I provide you with my ASUS nVidia GTX 1050Ti Phoenix 4GB Review and specifications in this article. I previously tested a 2GB version of this card from the same manufacturer, Asus, but without the Ti mark.
This card, which has 4GB of VRAM and was released at the same time as the GTX 1050 2GB variant, was a mid- to high-end gaming card in its day.
Can you still play mid- to high-end games on it? In the material that follows, we will see.
Since all new games are quite demanding and have already been launched, this card can run the majority of them, albeit with some details sacrificed at 1080p resolution.
We shall contrast the two as the RX 470 is this card’s direct rival from the RX series and both cards have the same pricing.
ASUS nVidia GTX 1050Ti Phoenix 4GB Specs
Based on Nvidia’s Pascal GPU design, the 1050 Ti chip joins the GTX 1080, 1070, and 1060 in Nvidia’s 2016 portfolio of powerful graphics cards. It’s the first card in Nvidia’s 2016 lineup that isn’t compatible with VR gaming; the GTX 1060 is required.
With a base clock speed of 1,290MHz and a top boost frequency of 1,392MHz, you get 768 CUDA cores. A 128-bit memory bus connects the entire 4GB of GDDR5 memory, which is operating at 7,000 MHz.
The ASUS nVidia GTX 1050Ti Phoenix 4GB and the entry-level GTX 1050 use the same GP107 processor, however, they have different configurations. The CUDA core count is lower but the clock speed is higher on the 1050. The 1050 costs less than $100 and only supports 2GB of RAM. Click through to read my review of the GTX 1050, which has since been updated.
|Name||Geforce GTX 1050Ti|
|Launch Date||25th October 2016|
|Bus Standard||PCI Express 3.0|
|Video Memory||4GB GDDR5|
|Engine Clock||GPU Boost Clock: 1392 MHzGPU Base Clock: 1290 MHz|
|Memory Speed||7008 MHz|
|Resolution||Digital Max Resolution 7680 x 4320|
|Interface||Yes x 1 (Native DVI-D)Yes x 1 (Native HDMI 2.0b)Yes x 1 (Native DisplayPort 1.4)HDCP Support Yes (2.2)|
|Maximum Display Support||3|
|Dimensions||19.2 x 11.1 x3.7 Centimeter|
There is no additional power available because the 1050 Ti can only pull 75W of power from the PSU; there is no PCI-E power port on the card. The PCI-E slot can supply the GTX 1050 Ti with all the power it needs.
A dual-ball bearing fan minimizes spinning friction to increase cooling effectiveness and durability by two times.
Simple plug-and-play gaming requires no additional power source.
Exclusive to the industry, Auto-Extreme Technology with Super Alloy Power II provides the highest quality and most reliable performance.
Real-time broadcasting and straightforward performance tweaking are offered by GPU Tweak II with XSplit Gamecaster.
NVIDIA ANSEL for creating a cutting-edge new method of taking screenshots inside games.
Playing video games is tremendously fluid thanks to NVIDIA GameWorksTM, which also offers an immersive and cinematic experience.
ASUS nVidia GTX 1050Ti Phoenix 4GB Gaming & Benchmarks
Our gaming test suite has been updated to include a ton of recent releases, and I’ve removed a few older titles to make the benchmarks more applicable. Since all of the GPUs are evaluated using their “best” API, most games on the 1050 Ti perform best when using DX11 or OpenGL, unless there is a unique reason to favor Vulkan or DX12 over OpenGL or DX11. Only three games are tested in DX12 mode on all cards: Ashes of the Singularity, Hitman, and Gears of War 4. Gears is obviously DX12-exclusive, and the other two are tested because they often perform better in DX12 mode.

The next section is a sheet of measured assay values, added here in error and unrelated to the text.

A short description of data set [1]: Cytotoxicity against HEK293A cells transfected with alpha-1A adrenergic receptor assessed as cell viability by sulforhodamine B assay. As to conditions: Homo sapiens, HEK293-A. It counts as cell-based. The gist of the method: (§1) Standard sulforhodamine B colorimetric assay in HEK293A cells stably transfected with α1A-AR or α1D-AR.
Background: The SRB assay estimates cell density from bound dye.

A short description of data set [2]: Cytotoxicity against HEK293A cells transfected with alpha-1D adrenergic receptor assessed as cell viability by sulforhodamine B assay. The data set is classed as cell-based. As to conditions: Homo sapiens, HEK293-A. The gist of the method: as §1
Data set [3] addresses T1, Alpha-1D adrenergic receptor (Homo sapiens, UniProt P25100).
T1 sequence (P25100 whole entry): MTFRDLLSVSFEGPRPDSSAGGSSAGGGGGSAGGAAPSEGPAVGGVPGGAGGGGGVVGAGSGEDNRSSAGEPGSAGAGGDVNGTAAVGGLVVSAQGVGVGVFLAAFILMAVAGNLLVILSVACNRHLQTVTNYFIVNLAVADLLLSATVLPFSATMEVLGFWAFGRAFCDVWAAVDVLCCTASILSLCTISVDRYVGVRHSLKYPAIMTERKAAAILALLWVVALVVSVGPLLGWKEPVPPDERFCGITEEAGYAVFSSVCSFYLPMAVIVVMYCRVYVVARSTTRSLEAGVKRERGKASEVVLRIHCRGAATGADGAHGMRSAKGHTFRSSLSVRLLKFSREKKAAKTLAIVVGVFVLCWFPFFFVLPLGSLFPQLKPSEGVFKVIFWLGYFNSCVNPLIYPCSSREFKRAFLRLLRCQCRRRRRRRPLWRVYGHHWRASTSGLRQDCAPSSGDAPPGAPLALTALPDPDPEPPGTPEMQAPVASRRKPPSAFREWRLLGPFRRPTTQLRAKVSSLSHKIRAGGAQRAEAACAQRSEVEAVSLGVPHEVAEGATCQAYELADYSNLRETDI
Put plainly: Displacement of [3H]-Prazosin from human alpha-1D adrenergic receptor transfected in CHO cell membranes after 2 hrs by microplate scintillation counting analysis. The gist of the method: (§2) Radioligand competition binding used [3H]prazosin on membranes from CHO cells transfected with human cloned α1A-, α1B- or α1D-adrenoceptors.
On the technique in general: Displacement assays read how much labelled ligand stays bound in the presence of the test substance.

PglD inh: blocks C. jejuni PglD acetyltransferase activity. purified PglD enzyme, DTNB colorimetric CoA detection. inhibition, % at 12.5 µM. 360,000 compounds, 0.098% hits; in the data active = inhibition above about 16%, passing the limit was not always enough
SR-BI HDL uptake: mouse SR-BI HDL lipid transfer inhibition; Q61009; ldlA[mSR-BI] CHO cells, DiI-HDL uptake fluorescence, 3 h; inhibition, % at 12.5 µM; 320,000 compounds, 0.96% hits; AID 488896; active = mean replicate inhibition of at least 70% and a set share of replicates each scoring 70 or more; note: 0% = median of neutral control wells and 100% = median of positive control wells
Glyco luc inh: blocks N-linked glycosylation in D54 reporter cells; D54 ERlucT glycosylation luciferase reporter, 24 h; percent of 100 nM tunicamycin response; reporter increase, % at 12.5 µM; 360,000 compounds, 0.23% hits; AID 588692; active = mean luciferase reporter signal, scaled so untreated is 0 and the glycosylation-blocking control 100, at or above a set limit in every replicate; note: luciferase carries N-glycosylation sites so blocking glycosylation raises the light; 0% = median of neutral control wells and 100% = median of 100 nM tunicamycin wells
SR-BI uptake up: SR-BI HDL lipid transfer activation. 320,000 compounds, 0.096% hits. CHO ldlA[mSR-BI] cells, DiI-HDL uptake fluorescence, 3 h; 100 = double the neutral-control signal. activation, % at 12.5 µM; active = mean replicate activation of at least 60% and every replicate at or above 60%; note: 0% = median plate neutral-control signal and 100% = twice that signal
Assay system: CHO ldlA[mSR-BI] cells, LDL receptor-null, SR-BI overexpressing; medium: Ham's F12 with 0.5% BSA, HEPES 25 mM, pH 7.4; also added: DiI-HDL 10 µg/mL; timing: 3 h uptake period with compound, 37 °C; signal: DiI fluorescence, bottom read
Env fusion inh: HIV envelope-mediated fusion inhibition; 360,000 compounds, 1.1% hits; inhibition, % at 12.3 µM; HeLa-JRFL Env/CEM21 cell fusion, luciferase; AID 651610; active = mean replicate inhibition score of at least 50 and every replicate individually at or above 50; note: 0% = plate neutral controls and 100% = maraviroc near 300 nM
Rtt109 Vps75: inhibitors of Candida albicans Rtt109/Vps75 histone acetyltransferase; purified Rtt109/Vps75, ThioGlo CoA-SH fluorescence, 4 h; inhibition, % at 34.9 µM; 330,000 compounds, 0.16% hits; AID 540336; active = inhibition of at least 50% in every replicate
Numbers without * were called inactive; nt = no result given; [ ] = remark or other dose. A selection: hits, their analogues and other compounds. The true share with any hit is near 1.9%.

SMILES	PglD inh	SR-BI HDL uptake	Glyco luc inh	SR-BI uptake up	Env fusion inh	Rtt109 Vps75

Since the ASUS nVidia GTX 1050 Ti Phoenix 4GB is a budget card, I’m only testing at 1080p at medium and ultra quality. The results at 1440p ultra will indicate whether the card can handle higher resolutions in some games. I won’t be evaluating anything in 4K, as it is plainly not the market for entry-level products.
The 1050 Ti is trapped in the center, with the RX 460 4GB costing $20 less and the RX 470 4GB costing $30 more.This makes the major competition for the 1050 Ti a little hazy. For comparison, I’ve included those cards as well as some outdated GPUs and some more advanced cards.
The ASUS nVidia GTX 1050Ti Phoenix 4GB is, on average, 10% quicker than the 2GB version, 15% faster than the RX 460 2GB, and roughly 10% slower than the RX 470 4GB in the fifteen games tested.
Things become a little messier when we look at some earlier cards. Recall the GTX 960 4GB from the previous year? Although utilizing more power, it provides performance that is almost equal to the GTX 1050 Ti. Performance-wise, they are on par. There is certainly no reason to consider the 1050 Ti if you have a GTX 960 or R9 380, but what about budget gamers using an older GPU, like a 750 Ti? The ASUS nVidia GTX 1050 Phoenix 4GB is almost 60% quicker than the previous 750Ti when all the data are compared.
In other words, when this card was first announced, it was $20 more expensive than the 4GB RX 460 version of its rival, and now the RX 470 is available for the same price as the ASUS nVidia GTX 1050Ti Phoenix 4GB. Having said that, isn’t the RX 470 the obvious choice? It depends. If you want a less power-hungry card that doesn’t need an additional PSU and stable drivers, I would say you should give up 10% of performance and go for the nVidia.
I can say with certainty that if you want to use Nvidia graphic cards but have a limited budget, this would be the best entry-level option for you. This card costs less than $100 and has 4GB of VRAM, which is sufficient for playing the majority of games today, at least at lower-medium settings in full HD resolution.
Asus nVidia GTX 1050Ti Phoenix 4GB power requirements
We put the video card under stress and log the peak wattage and heat data in order to measure power consumption and heat. We stress test the GPUs using 3DMark FireStrike Ultra in 20 loops using default values to simulate gaming loads, and this is where we base our power draw. Asus nVidia GTX 1050Ti Phoenix 4GB power consumption is gauged from the outlet.